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Saturday, October 29, 2016

Prius House Battery Migration From Gel Cells to LiFePo4

Above is my original house battery setup for my first year of Prius Travels.

In case you have not been following my Prius Travels since 2014 you may not know what I am talking about. 

Living in my Prius for 4 months out of the year brings power requirements that are not best suited for the Prius 12 Volt system even though the Prius is a generator that resupplies power to the 12 Volt system from the hybrid high voltage battery through a DC to DC converter. When the high voltage battery gets low the Prius engine starts and generates power to replace what was taken from the high voltage battery. To do this the Prius ignition must be left on or what is called "Ready Mode".

My biggest demand for power is my Engel compressor fridge that I recently posted about how well it operates and how little power it draws. 

My first year of Prius Travels I had two gel cells and found that although the two 12 volt 7 amp hour batteries got me though the night when March comes to the southwest it gets hot and the fridge runs more and I was stressing the 2 batteries.

Note that Gel Cells are lead-acid batteries and if they say 7 ah you can only use half of that number so my first year I had 14 ah and only 7 ah were usable without killing the batteries. 

Above is my Prius house battery setup for year 2 of my Prius Travels.

To solve this problem my 2nd year of Prius Travels I upgraded the gel cells to 8 amp hour batteries and added a third battery. (picture above)  This gave me 24 amp hours but remember to divide in half and I had 12 amp hours of usable power.  This was a large improvement in available power and solved my stressing the two batteries.

Here is my post of upgrading my Prius House batteries.


All was good in the world of house batteries for my Prius Travels, but I still had a couple of issues. 

- Gel Cells should be replaced each year before the next to prevent problems on the road.  They cost about $20.00 each, which is not that bad.

- In the afternoon after hiking or parked for some adventure I sometimes found myself with my batteries needing charge before I parked for the evening.  Charging usually took 2-3 hours.  Stealth parking is most important as you don't want the Prius turning on and off to draw attention, but I was also having to run the Prius in Ready Mode more than I cared to.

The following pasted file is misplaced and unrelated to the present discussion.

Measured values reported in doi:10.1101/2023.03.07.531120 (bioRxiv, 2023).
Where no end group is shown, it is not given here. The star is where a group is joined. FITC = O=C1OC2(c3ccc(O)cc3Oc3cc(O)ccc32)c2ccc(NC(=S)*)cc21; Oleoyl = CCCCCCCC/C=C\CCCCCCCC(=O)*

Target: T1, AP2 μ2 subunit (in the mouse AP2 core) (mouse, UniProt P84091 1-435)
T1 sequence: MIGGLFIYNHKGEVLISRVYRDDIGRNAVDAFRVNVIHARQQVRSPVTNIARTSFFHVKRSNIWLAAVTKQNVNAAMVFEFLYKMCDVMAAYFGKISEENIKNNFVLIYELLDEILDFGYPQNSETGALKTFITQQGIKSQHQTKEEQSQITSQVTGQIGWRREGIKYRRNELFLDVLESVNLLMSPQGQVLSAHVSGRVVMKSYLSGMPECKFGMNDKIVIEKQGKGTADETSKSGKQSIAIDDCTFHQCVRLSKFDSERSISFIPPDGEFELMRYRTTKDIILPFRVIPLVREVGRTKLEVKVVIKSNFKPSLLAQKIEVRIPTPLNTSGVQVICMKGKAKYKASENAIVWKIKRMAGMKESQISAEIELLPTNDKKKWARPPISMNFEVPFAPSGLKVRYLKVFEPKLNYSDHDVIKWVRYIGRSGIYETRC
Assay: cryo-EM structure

- Lastly, I like to hike and when I hiked first thing in the morning before it gets too hot I may only have an hour or two at most to try to recharge the gel cell batteries and then run the fridge off of them while I am hiking.  Again I found I was stressing the batteries.

Above is the new LiFePo4 replacement battery for house batteries.

I knew that the solution was Lithium battery, but I wanted to properly investigate the technology and find the right product before I would install it. 

First thing to understand is that Lithium is the name for a variety of battery technology or chemistries.  The first lithium batteries that came out are Lithium Ion (Lion) and are the kind of battery in many devices and have the bad history with burning things up. 

The technology I looked at for my house battery replacement and decided on was LiFePo4 (Lithium Iron Phosphate).  It is much more stable and also has a lower operating temperature (down to 14 degrees), can be recharged many more times than Lion, and here is the big one, you can use up to 90% of the rated amp hours.  You heard that right.  With lead-acid technology you can only us 50% of the rated amp hours on the battery, but LiFePo4 can use up to 90%.  Also, Lithium batteries weigh much less per amp hour.  So many advantages.

BUT! Not all LiFePo4 batteries are made the same by all manufacturers.  I read a lot online and wrote technical questions to the companies and I selected to work with the Bioenno Power as they were the most responsive to my questions. 

I wanted my battery to be as high an amp hour battery that could reasonable fit in the space I have in the back of my Prius and be able to be fast charged. 

But wait! more choices.  Companies are putting in circuitry to protect the batteries.  PCM or Protection Circuit Module is encapsulated in the battery pack to protect the battery from over charging or under charging the battery as well as other things.  With a lead-acid battery if you go over the 50% mark of its capacity you risk damaging the battery.  The PCM will shut off the LiFePo4 battery to protect it from being overdrawn.